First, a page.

up after the Cold War
It happened several times a week for more than 25 years. A truck
or a train would roll up to the gate of the Iowa Army Ammunitions
Plant near Burlington, Iowa, and a security guard would supervise
the unloading of hundreds of sealed 55-gallon drums, shipments sent
from places like Oak Ridge, Tenn., and Rocky Flats, Colo.
From 1968 to 1973, Bob Anderson was one of those guards. He would
check the serial numbers on the containers against those on his
manifest, climbing on top of one drum to read the label on another,
squeezing between two to get to a third, pushing them out of his
way, tipping them on their sides, rolling them like logs on the
ground. Afterward, safety personnel would come with Geiger counters
and hold them above the drums, which contained plutonium and uranium,
material for nuclear weapons secretly manufactured at the plant
in an area known as Line 1.
In 1987, Anderson had exploratory surgery at University of Iowa
Hospitals and Clinics and was diagnosed with non-Hodgkins
lymphoma. The oncologist suggested Andersons cancer could
have been caused by radiologic exposure. But no one could be sure.
Then evidence began to trickle in. Anderson heard that another
guard had the same disease. Friends told him about two other former
employees, both safety workers, who had developed non-Hodgkins
lymphoma. So Anderson wrote a letter to Iowa Sen. Tom Harkin, asking
why the government health program for workers at other nuclear weapons
plants wasnt helping those from the Burlington plant.
As a result of Andersons initiative and Harkins fast
action, in August 2000, the College of Public Health at The University
of Iowa received a Department of Energy grant to identify and survey
the health of everyone who came in contact with Line 1. The Burlington
Atomic Energy Commission Plant Former Worker Program is a mammoth
project, led by Laurence Fuortes, an epidemiologist and occupational
health specialist in the College of Public Health.
Fuortes and his team were asked to locate thousands of people who
might have been affected, then interview, screen, counsel, and refer
them for appropriate health care and/or compensation.
Their first task was to enter data from 36,000 index cardsthe
only records the plant kept of its employeesinto an electronic
database. Of those, only about 4,000 were Line 1 workers; most of
the others worked on assembly lines that produced conventional weapons.
But there was some crossover. And many individuals, such as security,
laundry, and janitorial workers, serviced the entire facility. In
the first year of the grant, investigators followed up on the majority
of living Line 1 workers.
The second challenge investigators faced was convincing former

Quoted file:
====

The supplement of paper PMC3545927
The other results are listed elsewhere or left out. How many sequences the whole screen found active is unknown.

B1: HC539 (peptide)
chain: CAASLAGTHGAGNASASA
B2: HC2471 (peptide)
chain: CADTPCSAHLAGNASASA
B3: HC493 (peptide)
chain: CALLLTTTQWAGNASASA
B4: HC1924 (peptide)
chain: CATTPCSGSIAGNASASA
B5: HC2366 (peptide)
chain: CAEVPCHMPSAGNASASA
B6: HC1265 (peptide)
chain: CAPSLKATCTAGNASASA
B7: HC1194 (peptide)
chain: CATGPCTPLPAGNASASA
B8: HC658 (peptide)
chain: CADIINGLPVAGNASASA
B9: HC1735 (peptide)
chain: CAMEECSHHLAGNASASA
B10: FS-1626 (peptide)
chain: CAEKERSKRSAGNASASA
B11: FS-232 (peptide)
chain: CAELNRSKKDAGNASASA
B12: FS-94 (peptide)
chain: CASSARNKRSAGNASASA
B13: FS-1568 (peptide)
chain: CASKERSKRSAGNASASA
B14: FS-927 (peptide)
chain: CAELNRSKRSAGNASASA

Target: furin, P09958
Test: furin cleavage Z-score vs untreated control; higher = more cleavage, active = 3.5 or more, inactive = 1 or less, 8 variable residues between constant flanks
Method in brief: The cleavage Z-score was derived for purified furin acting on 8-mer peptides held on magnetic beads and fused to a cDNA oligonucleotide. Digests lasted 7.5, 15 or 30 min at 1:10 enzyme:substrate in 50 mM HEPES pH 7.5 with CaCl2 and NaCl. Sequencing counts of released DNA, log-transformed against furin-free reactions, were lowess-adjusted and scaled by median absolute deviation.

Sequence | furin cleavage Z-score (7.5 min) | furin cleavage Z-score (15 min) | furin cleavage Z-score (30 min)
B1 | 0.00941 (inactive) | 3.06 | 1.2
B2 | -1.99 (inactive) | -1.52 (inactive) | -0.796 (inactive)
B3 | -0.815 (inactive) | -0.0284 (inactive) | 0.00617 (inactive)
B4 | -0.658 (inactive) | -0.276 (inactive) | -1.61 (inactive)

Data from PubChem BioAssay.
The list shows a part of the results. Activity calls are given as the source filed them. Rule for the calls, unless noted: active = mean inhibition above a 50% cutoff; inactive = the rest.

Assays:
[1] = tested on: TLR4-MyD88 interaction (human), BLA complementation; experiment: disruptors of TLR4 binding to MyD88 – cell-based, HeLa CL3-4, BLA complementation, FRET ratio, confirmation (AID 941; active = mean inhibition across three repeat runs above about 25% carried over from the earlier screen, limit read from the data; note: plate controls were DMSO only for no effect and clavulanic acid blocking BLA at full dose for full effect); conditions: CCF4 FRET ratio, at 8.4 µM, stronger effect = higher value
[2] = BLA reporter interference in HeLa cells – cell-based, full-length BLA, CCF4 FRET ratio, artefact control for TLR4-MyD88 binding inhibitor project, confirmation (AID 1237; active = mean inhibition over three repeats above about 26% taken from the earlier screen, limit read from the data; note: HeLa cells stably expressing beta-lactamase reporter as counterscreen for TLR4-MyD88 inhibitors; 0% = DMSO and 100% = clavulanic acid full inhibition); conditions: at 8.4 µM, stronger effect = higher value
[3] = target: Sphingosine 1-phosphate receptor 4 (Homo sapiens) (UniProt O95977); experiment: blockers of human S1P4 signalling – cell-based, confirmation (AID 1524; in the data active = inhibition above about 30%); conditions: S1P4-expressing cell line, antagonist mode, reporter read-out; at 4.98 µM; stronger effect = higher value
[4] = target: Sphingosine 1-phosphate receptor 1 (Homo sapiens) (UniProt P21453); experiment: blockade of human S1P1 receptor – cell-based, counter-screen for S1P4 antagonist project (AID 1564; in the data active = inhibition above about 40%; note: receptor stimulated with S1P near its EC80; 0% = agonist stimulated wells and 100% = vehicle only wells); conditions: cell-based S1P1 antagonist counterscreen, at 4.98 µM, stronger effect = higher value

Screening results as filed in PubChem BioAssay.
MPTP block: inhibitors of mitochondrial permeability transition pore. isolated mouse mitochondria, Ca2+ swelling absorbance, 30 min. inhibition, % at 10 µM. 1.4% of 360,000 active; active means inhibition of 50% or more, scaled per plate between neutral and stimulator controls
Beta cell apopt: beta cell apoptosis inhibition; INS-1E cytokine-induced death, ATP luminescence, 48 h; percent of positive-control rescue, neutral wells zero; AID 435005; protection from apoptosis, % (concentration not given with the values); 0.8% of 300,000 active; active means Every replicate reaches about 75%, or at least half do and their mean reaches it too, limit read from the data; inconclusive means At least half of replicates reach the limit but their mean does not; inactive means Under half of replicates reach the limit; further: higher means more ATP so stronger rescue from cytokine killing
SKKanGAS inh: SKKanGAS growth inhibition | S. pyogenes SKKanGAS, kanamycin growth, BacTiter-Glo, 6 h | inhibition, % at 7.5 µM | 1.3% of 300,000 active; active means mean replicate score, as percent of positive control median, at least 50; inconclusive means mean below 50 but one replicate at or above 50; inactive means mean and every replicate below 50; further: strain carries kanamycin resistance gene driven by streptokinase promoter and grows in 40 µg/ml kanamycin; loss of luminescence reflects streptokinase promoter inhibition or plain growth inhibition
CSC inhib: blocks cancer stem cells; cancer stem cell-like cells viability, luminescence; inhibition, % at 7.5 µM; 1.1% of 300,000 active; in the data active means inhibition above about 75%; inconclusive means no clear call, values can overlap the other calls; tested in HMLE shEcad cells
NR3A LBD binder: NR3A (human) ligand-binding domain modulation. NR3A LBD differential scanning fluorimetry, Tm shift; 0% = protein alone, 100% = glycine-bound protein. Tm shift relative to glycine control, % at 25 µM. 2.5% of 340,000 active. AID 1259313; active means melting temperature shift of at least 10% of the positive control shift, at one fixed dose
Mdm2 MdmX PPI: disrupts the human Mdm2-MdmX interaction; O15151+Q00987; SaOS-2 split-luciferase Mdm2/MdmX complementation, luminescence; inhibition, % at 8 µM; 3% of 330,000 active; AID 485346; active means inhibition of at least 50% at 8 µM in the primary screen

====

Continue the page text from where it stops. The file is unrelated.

workers to speak freely. Patriotic, hardworking, and loyal, thousands
of employees had signed secrecy agreements promising they would
never disclose anything about their work. And for decades, they
"We had to go in and convince them that the DOE had released
them from their pledge," says Kristina Venzke, project coordinator
for the former worker program.
Meanwhile, Fuortes held a series of public meetings to inform area
residents about the survey and answer their questions about the
health risks they faced. The situation in Burlington became more
and more complex as investigators found that workers had been exposed
to a multitude of hazards in addition to radiation.
"It could be people who were doing construction and maintenance
of the facility where asbestos could be an issue," Fuortes
says. "It could be people who were exposed to high explosives,
the things that went around the fissionable material. It could be
people exposed to radiation or to beryllium or to epoxy or glues
Eventually, researchers in the College of Public Health will attempt
to contact all 36,000 people who worked for the Burlington plant
from 1949 to 1975, when nuclear bombs and artillery shells were
assembled there. At this point, only Line 1 workers with certain
medical concerns are eligible for the DOEs Energy Employees
Occupational Illness Compensation Program. But Fuortes and his team
are compiling all the data, trying to refer others to appropriate
health care providers.
The Universitys College of Public Health was created in 1999
to support community health in Iowa, in the Midwest, and around
the world. According to James Merchant, dean of the college, the
survey and Fuortes work in Burlington typifies the mission
and the wide range of research in the College of Public Health.
"There are literally thousands of people who worked at or
lived near the Burlington plant and now have concerns about possible
health hazards," Merchant says. "Dr. Fuortes investigation
of potential hazards and assessment of workers health will
provide the community, and the public at large, with much-needed
information about the possible long-term health effects associated
with the plant."